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California Governor Issues Guidelines For Churches To Open

 May 26, 2020 at 11:14 AM PDT

Speaker 1: 00:00 And the governor's office this week released guidelines on how services can resume at California, places of worship with more on how some churches in San Diego plan to reopen. I'm joined by Kevin Eckery. He's the vice chancellor for the Roman Catholic diocese of San Diego. Welcome to midday edition. Speaker 2: 00:17 Thanks Mark. I appreciate it. Speaker 1: 00:19 Well, you've seen the governor's guidance on how to reopen churches. That includes a 25% limit on a building's capacity or 100 people, whichever is lower physical distancing masks, no offering plates. What's your reaction to the guidelines? Do they make sense to you? Speaker 2: 00:35 Well actually they, they make, they make good sense because frankly they were all included in the work we've been doing for the last several weeks. Planning on, on the reopening. I mean the governor's guidelines were, were positive and constructive and they were not so much orders as here's a compiling of best practices that we've seen around the country on these kind of, uh, on these kinds of activities. And we've been drawing from the same sources. So there was really nothing in there that was either a surprise or unwelcome at this stage. Speaker 1: 01:09 And for Catholics in San Diego County, how else might attending church service change in this covert 19 era? Speaker 2: 01:16 Well, it's, you know, this is the new normal. Um, it w we're not going to go back to the way it was six months a year ago, uh, not for quite a while. So what they're going to find is that, um, mass has changed that, um, we've done, we've taken steps to shorten mass, um, to, to, to minimize people's exposure. So there'll be one reading from the old Testament not to, um, we will, there'll be required to, to have a face mask or face covering when the priest and the people are in the ministers are, are offering communion. They will be, um, uh, masking up themselves and we'll be keeping social distance within the church. Uh, and for the first three weeks, which is, wouldn't be extended that 25%, 100 person cap on services. Um, you know, if, assuming that, that we're all managing the opening correctly in the sense that we're, nobody's creating any hotspots. Speaker 2: 02:23 We're not, we're not, um, we're not seeing any reduction in safety, then that will loosen up a little bit in terms of what, uh, the County will have the flexibility to do. Um, the, we're just glad that we're going to be able to open. We're glad that the, so much of the hard work that people have put into to reduce that curve and, and get us to this point has paid off. And I know speaking for, you know, our Bishop that we don't want to have anything to do with, with adding to the burden on our healthcare system. So the idea of doing this right and doing it safely is been driving us the whole time. I mean, we shut down public masses as a matter of public safety and we're not going to abandon that when it comes time to reopen. And what about choirs and singing? Speaker 2: 03:17 There's been a lot written of course, that, that this is a dangerous activity. No singing. Um, there'll be a, there'll be a Cantor, one person singing that will be, uh, a musician, but there will be no choir. And the congregation, the parishioners will also not be singing either. Um, you figure if in tradition you're supposed to make a joyful noise unto the Lord. And speaking of my own singing talent, I don't think he's ever appreciated my voice. So I don't, I don't think that, that, that God will be disappointed that some of us aren't singing. Uh, it could be a blessing. It'll be a blessing to everyone around me. I can promise you that. Oh, you mentioned, you mentioned communion. There will be communion there will be coming in. Absolutely. I mean, the sacraments are essential, the Catholic faith and um, but there won't be communion, um, by wine, uh, not out of a shared gum with, there won't be communion, uh, where the priest places the host on someone's tongue that are going to, um, the, the, the minister or the priest who gives, gives community or offers communion rather will have on a mask to protect you. Speaker 2: 04:38 Um, and they'll place it in your hand. And then we've also changed the order of mass slightly. That will be at the very end of mass. So to minimize movement within the church and within the sanctuary, as soon as you have, um, communion, you're free to go. Um, because the idea is that we're going to minimize interaction inside. We're going to minimize movement, we're going to keep everybody at socially distant levels, and we're also going to continue the dispensation, uh, that people have to attend mass every Sunday. So it may be one of those situations where in the Catholic tradition, mass is offered every day. You're celebrated everyday. So, um, perhaps people will attend masses on Saturday or perhaps they'll attend masses on during the week. If there's a, if they're looking to receive communion and we're still fighting that 25%, a 100 person cap on attendance, that that way they can, they can obtain the sacraments, but we can also spread it through the week and not have to, um, put ourselves in a situation where we're turning people away or where people are disappointed that they can't receive, um, the sacraments that are so important to Speaker 1: 05:57 right. That's one way to control the capacity. I mean, you're talking about a reservation system or a Speaker 2: 06:03 well, I mean eventually it's going to be up to every, every parish if that becomes the case. For now though, we're looking at first come first serve. I see. Speaker 1: 06:13 And I go ahead. I was going to say online, Speaker 2: 06:15 I try and minimize the, minimize the complications on it. So later on maybe we'll have to switch to that or maybe people will say, okay, well I'm just going to sign up for Tuesdays or whatever it is, but we'll cross that bridge when we come to it Speaker 1: 06:30 and LA online streaming services, will they still be available? Speaker 2: 06:34 That's going to continue. Yeah. That we found that to be very, um, very popular and that, um, and that it gives people, certainly not the full experience, but it was something that we were drawing numbers that were close to the number of people who would normally have attend masses. So it's absolutely something that we're going to continue. Speaker 1: 06:59 How soon are we expecting the masses to resume now? Speaker 2: 07:03 Daily masses could resume as early as the 8th of June. At some parishes, but Sunday masses will begin again on the 14th of June. And, um, and the reason for the difference is that, let's face it, you might want to have some practice runs and a sense like, like I said, in the Catholic tradition, there's a mass offered every day. This would give a give, you know, parishes a chance to and working with their volunteers and with the congregants and the pastor, a chance to just get the bugs out. Um, and then we'll also be spreading the word so people know what the new expectations are and there'll be videos on our website to help, um, you know, inform them as to what the new reality is. So we're, we're anxious to get started. Speaker 1: 07:50 All right, we got about 90 seconds left. I wanted to ask you about other services. Funeral services will be allowed to resume a weddings, baptisms, first communion scheduled for the month of may. Um, what about the other events? Speaker 2: 08:02 Yeah. W everything we'll, we're, we're going to be open for business. This is the best way to describe it. I don't know if you should describe the church as a business, but we're going to be open first. Convenience. We'll resume in June and July. Um, funerals can be, uh, booked. Now if you, if you talk to your, your pastor, your church office, um, again, again, subject to, um, the 25%, 100, uh, idea in, in, in the short run. But if it can be opened up later on, it will, but it'll still be under very strict social distancing guidelines. Speaker 1: 08:40 And of course, one local church has sued. The governor now wants to take the fight to the Supreme court. But it sounds like, like you, you're happy with the governor's guidelines and you've worked pretty well with officials. Speaker 2: 08:51 Yeah, that hasn't been a problem. I mean, and, and, and I can't certainly speak for, for anybody else, but, but in our case, we, we shut down because it was important to, to public health and that it was important to make sure we weren't contributing to the spread and that we were being careful not just to protect our own parishioners, but to protect, you know, anybody who was a vulnerable California. And who might be in touch with someone who had just been to a church service. So, Speaker 1: 09:25 well, I, I'm afraid I have to cut you off. We're out of time, but I've been speaking with Kevin Ackerley, vice chancellor of the diocese of thanks of San Diego. Thanks very much. Thanks for.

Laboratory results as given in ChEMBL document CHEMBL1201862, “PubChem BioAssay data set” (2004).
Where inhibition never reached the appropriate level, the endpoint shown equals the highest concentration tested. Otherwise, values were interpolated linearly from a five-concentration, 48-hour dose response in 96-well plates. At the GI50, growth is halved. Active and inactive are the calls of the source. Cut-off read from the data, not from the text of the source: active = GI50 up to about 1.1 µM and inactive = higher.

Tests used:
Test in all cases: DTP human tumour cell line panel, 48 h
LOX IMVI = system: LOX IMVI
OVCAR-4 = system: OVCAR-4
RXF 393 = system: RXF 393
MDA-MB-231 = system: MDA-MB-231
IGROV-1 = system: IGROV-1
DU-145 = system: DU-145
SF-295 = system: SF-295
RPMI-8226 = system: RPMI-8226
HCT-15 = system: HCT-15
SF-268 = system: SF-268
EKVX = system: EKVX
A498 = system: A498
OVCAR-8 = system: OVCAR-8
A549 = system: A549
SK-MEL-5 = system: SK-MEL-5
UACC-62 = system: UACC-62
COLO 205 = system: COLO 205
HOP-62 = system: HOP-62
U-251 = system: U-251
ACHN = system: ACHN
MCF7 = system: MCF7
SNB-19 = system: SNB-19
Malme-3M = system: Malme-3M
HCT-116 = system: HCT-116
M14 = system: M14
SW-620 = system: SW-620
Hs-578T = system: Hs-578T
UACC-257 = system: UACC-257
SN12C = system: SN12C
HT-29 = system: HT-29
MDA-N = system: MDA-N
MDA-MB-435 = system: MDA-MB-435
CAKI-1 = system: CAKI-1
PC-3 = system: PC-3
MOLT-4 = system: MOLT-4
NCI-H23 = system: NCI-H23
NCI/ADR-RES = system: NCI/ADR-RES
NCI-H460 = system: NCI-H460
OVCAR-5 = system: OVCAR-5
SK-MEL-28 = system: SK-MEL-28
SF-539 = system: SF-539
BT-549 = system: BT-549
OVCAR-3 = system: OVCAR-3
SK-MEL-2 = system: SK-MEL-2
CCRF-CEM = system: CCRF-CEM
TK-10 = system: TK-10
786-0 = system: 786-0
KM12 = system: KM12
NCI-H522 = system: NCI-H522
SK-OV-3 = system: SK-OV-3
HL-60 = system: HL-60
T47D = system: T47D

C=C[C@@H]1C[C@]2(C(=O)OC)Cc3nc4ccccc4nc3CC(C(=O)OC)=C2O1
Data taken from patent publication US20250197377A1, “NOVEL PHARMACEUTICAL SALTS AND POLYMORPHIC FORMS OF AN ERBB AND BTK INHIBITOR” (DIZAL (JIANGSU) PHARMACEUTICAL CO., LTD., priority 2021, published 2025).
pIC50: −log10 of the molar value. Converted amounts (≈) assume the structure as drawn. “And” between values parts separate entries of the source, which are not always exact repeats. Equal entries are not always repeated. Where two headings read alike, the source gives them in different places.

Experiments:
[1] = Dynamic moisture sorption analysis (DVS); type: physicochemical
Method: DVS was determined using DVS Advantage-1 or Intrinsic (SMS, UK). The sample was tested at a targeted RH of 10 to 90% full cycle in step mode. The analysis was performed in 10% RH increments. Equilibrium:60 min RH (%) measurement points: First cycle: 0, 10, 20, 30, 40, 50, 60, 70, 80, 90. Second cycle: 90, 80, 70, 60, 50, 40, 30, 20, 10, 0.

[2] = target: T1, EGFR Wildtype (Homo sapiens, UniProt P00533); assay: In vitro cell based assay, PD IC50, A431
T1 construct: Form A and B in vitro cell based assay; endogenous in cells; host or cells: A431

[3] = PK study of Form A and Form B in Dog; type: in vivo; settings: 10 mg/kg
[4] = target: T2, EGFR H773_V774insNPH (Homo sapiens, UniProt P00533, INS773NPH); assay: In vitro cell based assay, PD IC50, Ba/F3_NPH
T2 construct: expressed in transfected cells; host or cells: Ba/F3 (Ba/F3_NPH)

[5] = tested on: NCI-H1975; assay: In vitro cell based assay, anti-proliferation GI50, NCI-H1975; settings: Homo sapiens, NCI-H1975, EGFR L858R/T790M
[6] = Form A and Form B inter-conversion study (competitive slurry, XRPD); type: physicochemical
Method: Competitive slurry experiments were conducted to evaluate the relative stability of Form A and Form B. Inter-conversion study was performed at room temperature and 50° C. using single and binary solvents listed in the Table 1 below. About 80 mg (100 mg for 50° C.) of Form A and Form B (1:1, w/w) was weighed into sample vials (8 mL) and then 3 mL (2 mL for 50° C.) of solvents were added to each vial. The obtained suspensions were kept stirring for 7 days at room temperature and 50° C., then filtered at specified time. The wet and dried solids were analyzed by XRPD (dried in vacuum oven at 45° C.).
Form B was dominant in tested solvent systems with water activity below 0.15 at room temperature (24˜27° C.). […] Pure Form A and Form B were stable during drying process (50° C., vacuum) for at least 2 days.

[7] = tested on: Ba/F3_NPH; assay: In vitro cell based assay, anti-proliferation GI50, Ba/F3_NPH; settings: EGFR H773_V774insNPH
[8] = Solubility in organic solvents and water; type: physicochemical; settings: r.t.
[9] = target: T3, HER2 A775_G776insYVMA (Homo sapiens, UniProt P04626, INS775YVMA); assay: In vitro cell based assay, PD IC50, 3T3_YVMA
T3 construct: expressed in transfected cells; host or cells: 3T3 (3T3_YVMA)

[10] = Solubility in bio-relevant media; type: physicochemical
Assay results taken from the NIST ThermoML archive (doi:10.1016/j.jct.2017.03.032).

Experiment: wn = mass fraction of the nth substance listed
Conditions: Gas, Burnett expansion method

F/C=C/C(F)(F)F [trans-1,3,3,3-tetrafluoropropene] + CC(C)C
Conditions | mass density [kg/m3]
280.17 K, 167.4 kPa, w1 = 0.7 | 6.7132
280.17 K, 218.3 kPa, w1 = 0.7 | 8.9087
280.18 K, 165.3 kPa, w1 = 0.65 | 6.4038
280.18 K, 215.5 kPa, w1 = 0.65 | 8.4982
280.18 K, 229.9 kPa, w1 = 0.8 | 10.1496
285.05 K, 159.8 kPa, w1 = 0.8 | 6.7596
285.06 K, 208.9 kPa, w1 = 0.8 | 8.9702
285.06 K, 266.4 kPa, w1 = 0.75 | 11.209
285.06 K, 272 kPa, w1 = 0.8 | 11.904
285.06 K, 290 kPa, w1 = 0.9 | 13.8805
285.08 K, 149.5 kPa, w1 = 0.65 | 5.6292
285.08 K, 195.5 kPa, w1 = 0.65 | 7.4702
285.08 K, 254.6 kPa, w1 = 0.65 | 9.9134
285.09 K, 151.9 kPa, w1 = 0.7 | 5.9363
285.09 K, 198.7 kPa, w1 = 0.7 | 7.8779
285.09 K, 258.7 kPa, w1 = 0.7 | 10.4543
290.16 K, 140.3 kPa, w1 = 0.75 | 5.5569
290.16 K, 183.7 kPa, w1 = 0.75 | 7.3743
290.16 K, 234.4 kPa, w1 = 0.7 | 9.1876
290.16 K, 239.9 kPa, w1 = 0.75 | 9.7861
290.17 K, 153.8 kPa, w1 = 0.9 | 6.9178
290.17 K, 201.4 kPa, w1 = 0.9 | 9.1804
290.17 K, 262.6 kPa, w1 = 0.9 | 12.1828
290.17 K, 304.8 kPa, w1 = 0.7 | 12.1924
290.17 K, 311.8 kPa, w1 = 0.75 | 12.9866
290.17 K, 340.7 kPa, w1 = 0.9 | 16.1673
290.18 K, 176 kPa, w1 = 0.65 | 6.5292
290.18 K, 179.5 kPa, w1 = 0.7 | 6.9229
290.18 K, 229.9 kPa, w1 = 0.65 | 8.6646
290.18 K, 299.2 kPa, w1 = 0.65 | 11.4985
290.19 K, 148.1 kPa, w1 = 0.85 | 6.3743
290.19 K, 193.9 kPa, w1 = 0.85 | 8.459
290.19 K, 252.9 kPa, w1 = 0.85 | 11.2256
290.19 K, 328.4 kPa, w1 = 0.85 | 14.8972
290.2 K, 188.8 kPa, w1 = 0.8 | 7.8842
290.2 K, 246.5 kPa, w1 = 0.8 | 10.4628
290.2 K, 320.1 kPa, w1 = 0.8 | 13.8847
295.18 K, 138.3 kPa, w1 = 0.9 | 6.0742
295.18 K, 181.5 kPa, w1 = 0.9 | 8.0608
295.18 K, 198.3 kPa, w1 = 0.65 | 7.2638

Under the guidelines, places of worship must limit attendance to 25% of building capacity or 100 attendees, whichever is lower. This limitation will be in effect for the first 21 days of a county public health department's approval of religious services within their jurisdictions, after which the California Department of Public Health will review the limits.